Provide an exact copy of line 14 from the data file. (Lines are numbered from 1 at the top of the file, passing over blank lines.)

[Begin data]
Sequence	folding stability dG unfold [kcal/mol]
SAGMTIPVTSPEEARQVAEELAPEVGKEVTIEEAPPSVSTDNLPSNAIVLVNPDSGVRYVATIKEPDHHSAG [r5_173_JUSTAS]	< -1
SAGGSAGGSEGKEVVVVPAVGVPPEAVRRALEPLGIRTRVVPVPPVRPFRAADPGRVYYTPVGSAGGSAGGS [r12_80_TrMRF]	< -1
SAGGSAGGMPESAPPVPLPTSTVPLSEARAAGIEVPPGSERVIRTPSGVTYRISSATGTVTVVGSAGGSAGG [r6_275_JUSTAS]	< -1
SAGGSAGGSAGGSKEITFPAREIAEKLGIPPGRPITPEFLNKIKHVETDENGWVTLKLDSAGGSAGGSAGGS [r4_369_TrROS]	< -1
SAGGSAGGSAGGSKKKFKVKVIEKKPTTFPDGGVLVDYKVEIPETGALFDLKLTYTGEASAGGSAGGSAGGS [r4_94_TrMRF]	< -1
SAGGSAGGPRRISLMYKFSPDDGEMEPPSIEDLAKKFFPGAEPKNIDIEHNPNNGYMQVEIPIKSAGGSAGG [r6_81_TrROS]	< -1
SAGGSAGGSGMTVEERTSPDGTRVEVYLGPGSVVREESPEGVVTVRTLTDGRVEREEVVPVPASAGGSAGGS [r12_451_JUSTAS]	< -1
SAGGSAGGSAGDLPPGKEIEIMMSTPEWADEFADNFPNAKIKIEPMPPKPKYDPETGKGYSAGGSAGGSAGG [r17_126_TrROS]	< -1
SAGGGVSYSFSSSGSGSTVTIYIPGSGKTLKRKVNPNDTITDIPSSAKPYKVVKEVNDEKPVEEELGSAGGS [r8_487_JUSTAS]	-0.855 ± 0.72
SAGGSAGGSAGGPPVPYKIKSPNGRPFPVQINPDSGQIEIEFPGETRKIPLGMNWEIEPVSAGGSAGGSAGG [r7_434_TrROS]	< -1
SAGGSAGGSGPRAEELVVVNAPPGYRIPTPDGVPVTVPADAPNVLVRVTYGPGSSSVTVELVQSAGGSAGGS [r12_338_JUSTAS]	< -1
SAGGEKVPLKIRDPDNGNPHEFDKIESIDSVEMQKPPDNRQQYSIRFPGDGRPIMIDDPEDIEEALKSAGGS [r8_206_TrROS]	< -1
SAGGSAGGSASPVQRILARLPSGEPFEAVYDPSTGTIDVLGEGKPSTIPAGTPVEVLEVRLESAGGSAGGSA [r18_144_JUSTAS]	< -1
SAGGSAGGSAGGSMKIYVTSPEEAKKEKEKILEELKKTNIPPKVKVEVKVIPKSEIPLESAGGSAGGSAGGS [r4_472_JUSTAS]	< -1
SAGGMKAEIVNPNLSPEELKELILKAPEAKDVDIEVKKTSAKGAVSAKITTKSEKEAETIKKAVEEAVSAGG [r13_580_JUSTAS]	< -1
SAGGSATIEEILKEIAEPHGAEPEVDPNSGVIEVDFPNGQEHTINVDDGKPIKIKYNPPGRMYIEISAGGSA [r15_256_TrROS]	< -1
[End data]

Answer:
SAGGSAGGSASPVQRILARLPSGEPFEAVYDPSTGTIDVLGEGKPSTIPAGTPVEVLEVRLESAGGSAGGSA [r18_144_JUSTAS]	< -1